Carlos Lobo, a former advisor to Macau’s gaming commission has told Macau’s Court of First Instance that AAEC was an experienced company in the finance sector, but did not have experience in tourism or casinos.
Macau.- On a new day of hearings at Macau’s Court of First Instance, Las Vegas Sands (LVS) called on Carlos Lobo, an advisor to Macau’s gaming commission during its concession tender process.
Lobo told the court that AAEC lacked experience in the casino sector, adding that the company also wanted to develop a bank in exchange for a gaming concession, which raised concerns about money laundering at the gaming commission.
AAEC’s legal team argued that Lobo shouldn’t have testified as he had a conflict of interest for being a legal advisor for LVS’s Venetian as well as a trainee lawyer at the firm that defended Las Vegas Sands.
However, the court said Lobo’s testimony only focused on events that happened before he had a relationship with Las Vegas Sands.
There was also a new debate about whether the US casino giant was still a partner of AAEC when it partnered with Hong Kong’s Galaxy Entertainment.
According to Las Vegas Sands, its partnership with AAEC ended before the Macau government announced the results of its licence tender.
Lobo was also asked about the letter from a Las Vegas Sands entity to the Macau Gaming Commission about the split on January 15, 2002.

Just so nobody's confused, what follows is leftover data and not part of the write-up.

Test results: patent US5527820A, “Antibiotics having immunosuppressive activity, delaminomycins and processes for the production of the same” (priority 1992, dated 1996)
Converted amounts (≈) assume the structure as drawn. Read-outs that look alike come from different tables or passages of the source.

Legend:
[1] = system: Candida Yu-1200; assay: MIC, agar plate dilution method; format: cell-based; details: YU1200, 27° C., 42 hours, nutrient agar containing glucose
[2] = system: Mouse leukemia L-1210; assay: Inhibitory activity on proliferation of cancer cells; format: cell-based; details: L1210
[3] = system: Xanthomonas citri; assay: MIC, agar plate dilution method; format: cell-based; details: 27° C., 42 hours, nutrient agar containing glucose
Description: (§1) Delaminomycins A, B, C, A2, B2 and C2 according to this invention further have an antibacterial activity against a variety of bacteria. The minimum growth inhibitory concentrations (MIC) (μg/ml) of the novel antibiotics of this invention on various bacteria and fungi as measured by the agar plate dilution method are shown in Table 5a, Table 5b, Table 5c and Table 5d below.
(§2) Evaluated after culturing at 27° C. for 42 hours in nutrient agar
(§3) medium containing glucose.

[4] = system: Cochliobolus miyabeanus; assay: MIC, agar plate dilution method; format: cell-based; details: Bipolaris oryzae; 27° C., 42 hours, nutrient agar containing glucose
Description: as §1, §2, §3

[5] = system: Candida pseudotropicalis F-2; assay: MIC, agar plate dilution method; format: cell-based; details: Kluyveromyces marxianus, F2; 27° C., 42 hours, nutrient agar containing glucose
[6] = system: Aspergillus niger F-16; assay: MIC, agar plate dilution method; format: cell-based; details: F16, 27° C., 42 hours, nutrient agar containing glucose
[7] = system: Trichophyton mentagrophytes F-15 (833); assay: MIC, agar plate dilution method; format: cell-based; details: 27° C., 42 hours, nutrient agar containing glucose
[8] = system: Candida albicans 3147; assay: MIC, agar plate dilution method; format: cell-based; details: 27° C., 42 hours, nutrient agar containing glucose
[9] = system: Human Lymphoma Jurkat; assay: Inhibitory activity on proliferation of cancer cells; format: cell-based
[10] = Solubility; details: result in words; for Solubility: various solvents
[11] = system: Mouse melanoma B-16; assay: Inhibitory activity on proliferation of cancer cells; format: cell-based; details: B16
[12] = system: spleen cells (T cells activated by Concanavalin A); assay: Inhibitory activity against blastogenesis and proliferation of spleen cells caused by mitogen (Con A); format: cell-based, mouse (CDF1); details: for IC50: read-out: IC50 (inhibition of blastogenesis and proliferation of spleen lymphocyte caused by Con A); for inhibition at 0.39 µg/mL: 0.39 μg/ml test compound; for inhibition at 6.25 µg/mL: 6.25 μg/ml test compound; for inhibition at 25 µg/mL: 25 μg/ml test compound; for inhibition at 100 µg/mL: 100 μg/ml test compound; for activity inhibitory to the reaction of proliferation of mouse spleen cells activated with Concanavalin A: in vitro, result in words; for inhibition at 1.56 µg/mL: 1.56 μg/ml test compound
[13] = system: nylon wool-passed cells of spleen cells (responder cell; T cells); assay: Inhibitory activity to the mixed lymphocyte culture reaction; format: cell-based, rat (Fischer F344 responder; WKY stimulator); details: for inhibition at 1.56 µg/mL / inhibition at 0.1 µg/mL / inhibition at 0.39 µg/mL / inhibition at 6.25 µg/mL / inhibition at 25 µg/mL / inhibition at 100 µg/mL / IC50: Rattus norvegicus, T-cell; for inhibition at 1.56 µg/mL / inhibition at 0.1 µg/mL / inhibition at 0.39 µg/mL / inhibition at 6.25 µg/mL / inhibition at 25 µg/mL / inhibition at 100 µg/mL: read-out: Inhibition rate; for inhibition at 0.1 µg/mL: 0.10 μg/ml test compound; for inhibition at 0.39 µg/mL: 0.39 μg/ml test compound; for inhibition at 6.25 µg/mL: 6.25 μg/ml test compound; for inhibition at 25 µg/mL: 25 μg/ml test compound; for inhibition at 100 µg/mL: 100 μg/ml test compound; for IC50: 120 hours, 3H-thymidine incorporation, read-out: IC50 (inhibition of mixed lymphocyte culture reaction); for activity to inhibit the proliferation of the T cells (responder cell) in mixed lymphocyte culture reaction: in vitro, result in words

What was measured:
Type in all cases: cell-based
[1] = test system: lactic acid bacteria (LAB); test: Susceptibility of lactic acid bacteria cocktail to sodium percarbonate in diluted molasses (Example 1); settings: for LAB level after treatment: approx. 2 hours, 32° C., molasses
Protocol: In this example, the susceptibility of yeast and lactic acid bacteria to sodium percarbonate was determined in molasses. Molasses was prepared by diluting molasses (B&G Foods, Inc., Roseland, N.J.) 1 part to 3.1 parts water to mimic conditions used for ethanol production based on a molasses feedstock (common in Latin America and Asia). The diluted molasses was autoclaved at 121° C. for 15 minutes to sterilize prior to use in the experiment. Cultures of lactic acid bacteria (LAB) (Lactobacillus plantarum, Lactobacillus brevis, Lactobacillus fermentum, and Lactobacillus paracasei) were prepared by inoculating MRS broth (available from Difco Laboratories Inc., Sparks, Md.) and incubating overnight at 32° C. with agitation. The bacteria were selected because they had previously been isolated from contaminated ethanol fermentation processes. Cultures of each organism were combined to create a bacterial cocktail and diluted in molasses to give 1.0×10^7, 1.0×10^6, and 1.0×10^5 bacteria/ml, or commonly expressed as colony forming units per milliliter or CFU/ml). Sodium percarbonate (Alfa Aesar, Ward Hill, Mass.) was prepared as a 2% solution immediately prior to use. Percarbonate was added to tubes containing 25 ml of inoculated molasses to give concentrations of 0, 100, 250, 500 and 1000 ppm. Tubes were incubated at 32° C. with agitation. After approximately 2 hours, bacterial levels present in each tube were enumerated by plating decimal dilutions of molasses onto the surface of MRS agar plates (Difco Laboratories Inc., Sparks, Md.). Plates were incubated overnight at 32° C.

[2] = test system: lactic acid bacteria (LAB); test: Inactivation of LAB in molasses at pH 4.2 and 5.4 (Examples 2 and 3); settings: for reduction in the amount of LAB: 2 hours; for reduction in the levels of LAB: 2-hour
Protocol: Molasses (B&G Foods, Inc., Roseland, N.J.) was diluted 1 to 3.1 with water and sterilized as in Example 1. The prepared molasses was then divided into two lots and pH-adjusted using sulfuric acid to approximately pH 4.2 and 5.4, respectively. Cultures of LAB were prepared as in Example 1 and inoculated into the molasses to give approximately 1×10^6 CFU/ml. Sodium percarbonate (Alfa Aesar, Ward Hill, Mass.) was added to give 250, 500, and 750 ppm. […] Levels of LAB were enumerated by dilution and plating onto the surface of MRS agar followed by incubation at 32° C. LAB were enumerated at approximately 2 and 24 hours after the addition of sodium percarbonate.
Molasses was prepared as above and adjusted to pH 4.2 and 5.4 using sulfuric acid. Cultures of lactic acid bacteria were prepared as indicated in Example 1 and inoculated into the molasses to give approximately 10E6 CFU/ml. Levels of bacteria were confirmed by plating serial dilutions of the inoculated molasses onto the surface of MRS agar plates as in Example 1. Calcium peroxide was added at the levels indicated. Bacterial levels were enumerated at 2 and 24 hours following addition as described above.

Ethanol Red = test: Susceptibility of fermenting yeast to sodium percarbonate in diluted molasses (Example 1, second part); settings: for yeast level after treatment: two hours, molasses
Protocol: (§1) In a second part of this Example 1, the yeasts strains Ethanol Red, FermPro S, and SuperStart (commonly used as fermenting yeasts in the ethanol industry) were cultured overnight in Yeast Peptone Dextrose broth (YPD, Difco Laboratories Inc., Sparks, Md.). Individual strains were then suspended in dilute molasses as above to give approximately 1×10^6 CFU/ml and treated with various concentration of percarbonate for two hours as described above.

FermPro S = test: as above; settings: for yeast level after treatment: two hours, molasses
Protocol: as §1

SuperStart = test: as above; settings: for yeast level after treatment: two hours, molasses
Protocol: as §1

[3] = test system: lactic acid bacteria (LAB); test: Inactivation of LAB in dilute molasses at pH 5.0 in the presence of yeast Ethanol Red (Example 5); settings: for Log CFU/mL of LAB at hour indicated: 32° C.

Lobo confirmed that the agreement ended on January 15 and added that the split was mentioned in the gaming commission’s report.
It was also revealed during the hearings that AAEC’s lawyer, Jorge Menezes, was a co-author of the gaming commission’s report.
The trial will resume on July 1 when Carlos Lobo will return to testify along with another former advisor to the gaming commission.
AAEC initiated the lawsuit in 2012, arguing that Sands breached its contract for a casino licence in Macau in 2002 when the US operator switched partners.
It is seeking damages calculated at around 70 per cent of Sands’ Macau profits from 2004 to 2022.
On September 4 2019, AAEC was allowed to increase its initial MOP3bn claim to MOP96.45bn (US$12bn) for lost profits from 2004 to 2018 while reserving its right to claim for lost profits up to 2022 in due course at the enforcement stage. LVS’ appeal over this decision is still pending.